Having Pets in a Condo
Are you a pet owner? Thinking of buying a property that belongs to a homeowners or condo association? Then you’ll want to read this article.
In it, we discuss some of the most common HOA and condo association pet rules and how they can affect you.
Some of them are sensible and practical, while others could use an update. Either way, you need to educate yourself about an association’s pet restrictions before you purchase property within a community.
Table of contents
What are condo and HOA pet rules?
Community rules, bylaws, and covenants exist to ensure the longevity of the association and to promote safe and enjoyable living for all of its residents. Condo and HOA boards strive to ensure that all the common elements within the association are accessible to the development’s residents.
So, why does it matter what you do within the confines of your own individual unit? After all, you own that share of the property, right? Well, your actions have an impact on the noise, smells, health, and safety of others. That’s why HOAs and condo associations implement pet regulations based on:
- The number of allowed pets
- The weight of pets
- The breed of pets
- Exclusion of exotic and farm animals
The most important thing is for the restrictions to not encroach upon public policy. For instance, HOAs in California are required by law, to allow at least one pet per unit owner according to California Code, Civil Code §4715. However, this doesn’t stop associations from enforcing rules based on criteria such as size, breed, and number.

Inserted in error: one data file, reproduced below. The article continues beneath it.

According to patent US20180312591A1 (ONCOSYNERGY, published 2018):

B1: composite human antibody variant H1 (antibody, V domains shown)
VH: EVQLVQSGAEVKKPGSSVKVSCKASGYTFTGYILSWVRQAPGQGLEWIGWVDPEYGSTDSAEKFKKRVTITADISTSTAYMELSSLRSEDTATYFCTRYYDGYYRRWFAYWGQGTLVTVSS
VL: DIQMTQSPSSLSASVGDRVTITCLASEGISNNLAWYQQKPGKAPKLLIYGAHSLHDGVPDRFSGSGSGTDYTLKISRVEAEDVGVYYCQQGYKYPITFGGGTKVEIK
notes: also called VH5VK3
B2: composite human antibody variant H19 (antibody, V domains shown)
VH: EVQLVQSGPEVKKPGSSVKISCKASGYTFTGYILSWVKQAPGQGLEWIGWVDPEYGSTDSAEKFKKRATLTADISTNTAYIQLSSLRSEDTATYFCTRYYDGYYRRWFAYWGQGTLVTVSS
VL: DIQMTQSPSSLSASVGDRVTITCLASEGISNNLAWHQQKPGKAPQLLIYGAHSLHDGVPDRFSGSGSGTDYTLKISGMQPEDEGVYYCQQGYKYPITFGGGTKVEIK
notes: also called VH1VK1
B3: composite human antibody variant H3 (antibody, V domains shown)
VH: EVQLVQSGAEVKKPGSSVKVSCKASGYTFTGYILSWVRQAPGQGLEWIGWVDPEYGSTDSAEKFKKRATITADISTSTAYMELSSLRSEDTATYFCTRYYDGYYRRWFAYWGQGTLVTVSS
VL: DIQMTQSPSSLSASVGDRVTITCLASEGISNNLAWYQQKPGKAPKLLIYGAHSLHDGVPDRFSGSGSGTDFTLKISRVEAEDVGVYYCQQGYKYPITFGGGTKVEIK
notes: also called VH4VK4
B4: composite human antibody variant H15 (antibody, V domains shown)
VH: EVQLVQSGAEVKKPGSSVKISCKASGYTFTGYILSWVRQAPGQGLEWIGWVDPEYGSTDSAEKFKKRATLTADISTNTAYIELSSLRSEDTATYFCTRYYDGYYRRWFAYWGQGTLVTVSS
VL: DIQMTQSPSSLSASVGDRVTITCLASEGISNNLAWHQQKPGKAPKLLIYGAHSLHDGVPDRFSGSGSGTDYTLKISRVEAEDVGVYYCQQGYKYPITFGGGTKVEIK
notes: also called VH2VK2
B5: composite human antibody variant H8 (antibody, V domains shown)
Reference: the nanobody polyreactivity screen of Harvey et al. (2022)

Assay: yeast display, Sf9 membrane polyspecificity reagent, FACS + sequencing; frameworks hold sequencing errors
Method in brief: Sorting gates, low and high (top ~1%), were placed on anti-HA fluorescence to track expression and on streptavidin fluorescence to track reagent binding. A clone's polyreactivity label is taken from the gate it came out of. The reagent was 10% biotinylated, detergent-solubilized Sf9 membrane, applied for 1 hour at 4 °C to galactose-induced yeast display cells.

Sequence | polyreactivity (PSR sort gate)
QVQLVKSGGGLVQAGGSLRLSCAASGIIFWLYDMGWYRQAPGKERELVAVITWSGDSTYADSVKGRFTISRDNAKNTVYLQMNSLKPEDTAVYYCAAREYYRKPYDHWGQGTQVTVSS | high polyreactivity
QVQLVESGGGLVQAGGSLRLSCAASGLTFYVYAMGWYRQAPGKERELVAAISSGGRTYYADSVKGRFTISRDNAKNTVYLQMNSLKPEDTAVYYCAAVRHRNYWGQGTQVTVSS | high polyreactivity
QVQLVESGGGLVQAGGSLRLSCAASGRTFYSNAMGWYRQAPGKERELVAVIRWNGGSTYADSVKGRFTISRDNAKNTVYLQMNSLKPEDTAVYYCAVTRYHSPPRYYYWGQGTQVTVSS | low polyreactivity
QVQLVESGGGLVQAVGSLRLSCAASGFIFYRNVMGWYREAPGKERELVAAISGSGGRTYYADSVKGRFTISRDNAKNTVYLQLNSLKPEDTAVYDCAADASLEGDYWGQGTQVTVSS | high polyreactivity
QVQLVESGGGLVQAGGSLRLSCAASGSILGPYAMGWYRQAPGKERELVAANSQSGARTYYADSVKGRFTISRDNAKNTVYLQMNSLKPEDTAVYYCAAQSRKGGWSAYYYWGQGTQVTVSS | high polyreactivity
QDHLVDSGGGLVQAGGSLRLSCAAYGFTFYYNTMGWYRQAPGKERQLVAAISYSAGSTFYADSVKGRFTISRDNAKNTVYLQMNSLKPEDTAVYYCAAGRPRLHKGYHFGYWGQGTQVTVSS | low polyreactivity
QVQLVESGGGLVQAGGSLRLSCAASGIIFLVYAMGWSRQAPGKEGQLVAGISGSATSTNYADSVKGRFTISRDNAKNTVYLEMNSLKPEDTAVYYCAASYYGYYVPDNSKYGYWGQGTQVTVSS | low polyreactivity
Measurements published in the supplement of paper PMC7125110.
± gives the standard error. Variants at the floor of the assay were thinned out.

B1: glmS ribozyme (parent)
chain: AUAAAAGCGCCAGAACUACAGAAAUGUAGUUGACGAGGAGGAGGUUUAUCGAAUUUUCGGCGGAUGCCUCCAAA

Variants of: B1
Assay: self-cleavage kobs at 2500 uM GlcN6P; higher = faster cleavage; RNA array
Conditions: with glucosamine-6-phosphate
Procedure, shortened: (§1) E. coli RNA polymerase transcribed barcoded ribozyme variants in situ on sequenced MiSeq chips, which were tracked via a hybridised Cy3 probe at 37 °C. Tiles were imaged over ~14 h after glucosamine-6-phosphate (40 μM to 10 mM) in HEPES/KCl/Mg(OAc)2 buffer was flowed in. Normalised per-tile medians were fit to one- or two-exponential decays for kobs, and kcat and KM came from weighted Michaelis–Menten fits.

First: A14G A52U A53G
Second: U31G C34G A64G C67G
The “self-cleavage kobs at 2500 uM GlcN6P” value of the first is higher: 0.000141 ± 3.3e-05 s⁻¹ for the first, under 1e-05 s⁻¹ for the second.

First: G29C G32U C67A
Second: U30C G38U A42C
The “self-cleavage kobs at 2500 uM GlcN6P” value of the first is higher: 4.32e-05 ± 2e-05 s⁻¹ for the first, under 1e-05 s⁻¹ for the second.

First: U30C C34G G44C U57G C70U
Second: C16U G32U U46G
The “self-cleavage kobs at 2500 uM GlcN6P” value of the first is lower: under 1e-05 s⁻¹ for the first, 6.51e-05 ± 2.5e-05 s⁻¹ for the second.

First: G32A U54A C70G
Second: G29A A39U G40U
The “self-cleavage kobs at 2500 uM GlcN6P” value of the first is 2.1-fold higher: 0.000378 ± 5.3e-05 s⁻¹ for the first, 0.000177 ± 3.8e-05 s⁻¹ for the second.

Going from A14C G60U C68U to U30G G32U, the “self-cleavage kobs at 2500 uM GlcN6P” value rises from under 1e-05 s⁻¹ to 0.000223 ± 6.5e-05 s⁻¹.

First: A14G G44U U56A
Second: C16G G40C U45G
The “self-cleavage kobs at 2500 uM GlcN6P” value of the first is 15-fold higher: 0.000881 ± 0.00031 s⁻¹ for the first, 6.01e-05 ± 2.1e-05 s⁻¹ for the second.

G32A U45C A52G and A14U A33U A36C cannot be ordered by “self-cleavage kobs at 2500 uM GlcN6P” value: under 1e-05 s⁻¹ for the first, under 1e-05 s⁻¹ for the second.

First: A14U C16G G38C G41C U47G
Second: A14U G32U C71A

Problems tend to arises when associations try to enforce a ban based on preferences instead of objective reasoning.
While associations are allowed to limit pet ownership, this can only be done through a written rule or regulation. This rule must have been voted in or have been part of the initial declaration.
Federal law always takes precedence in situations where rules conflict with regulations. But, associations are still allowed to decline “reasonable accommodation” requests if the animal poses a threat to the general safety of the community.
Common condo and HOA pet rules
- The number of pets and weight restrictions